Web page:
Right-wing candidate Keiko Fujimori insisted Saturday that Peru’s presidential election was marred by fraud, as final vote counting dragged on with her leftist rival slightly ahead.
“There was fraud in the voting process. There was manipulation in the voting process,” Fujimori said in a briefing with foreign reporters, as her chances of becoming president seemed to narrow, six days after people in politically turbulent Peru cast ballots.
She alleged there was fraud in the counting of votes, too.
“I am going to recognize the results but we have to wait until the end,” said Fujimori.
She says irregularities in the vote count favored her leftist rival Pedro Castillo, who is ahead by a slim 51,000 votes.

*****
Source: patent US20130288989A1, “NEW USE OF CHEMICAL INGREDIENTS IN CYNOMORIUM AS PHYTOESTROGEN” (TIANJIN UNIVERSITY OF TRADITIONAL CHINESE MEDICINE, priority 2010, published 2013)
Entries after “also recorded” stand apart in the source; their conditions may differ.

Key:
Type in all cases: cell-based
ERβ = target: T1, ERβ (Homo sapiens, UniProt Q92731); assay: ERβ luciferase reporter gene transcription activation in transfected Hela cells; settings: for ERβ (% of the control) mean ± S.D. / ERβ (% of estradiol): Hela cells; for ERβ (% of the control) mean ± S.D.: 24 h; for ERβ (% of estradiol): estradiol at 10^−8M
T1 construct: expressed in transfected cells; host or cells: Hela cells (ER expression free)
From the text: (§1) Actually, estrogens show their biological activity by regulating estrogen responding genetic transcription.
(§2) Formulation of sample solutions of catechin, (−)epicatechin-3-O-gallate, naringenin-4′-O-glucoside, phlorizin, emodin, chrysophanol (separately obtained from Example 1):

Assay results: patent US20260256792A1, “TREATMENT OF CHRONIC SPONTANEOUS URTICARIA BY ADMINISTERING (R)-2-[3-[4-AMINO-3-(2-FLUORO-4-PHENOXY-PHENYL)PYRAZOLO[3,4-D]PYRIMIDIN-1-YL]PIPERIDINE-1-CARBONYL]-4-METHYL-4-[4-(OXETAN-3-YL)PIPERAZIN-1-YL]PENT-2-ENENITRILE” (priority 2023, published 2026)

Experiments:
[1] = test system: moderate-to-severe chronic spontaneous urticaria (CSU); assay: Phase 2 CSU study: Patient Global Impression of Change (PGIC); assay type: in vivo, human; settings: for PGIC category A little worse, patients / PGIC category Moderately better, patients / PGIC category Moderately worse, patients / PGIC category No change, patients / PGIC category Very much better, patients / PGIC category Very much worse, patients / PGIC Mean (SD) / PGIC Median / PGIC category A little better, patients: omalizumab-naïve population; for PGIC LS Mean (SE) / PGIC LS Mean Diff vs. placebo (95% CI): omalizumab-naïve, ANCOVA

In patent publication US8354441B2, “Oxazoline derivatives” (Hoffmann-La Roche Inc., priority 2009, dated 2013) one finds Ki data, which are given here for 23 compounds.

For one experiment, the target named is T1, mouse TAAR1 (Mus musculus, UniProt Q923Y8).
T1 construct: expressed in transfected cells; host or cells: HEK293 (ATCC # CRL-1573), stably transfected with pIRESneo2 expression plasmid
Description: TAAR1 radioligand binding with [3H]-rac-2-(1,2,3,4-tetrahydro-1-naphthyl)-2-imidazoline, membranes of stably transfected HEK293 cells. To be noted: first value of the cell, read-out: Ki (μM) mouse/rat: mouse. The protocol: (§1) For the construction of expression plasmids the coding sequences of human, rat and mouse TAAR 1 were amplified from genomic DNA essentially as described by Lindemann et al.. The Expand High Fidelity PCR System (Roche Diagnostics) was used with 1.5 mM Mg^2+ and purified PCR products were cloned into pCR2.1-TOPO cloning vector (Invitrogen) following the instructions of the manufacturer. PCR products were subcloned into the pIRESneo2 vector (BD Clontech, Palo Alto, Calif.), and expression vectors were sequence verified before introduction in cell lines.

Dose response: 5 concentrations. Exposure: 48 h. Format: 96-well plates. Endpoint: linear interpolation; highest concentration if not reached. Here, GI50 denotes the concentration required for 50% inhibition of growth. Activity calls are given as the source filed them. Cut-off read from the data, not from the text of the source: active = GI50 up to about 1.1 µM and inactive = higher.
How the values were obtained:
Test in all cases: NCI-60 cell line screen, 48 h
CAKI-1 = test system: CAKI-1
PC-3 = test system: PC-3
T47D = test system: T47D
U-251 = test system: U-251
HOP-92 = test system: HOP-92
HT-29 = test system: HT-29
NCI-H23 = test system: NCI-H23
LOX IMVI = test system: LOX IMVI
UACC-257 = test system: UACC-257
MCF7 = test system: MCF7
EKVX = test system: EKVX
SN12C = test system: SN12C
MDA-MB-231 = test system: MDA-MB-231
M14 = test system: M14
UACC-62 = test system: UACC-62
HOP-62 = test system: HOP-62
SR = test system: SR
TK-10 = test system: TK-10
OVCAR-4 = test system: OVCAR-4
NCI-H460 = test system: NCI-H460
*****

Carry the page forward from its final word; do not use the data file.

Fujimori risks imminent trial on corruption charges if she loses to Castillo, who has already cast himself as the victor.
Fujimori has asked election authorities to annul around 200,000 votes. The national election board on Friday gave itself two more days to rule on this, then backtracked.
An election observation mission from the Organization of American States cast doubt Friday on Fujimori’s rigging claims.
But it called on authorities to wait until challenges to the vote had been resolved before calling a winner.
“The Mission has not detected serious irregularities,” the OAS mission said.
Peruvians voted last Sunday for their fifth president in three years after a series of crises and corruption scandals saw three different leaders in office in a single week last November, the last one being the country’s caretaker leader Francisco Sagasti.
Seven of the country’s last 10 leaders have either been convicted or are under investigation for graft.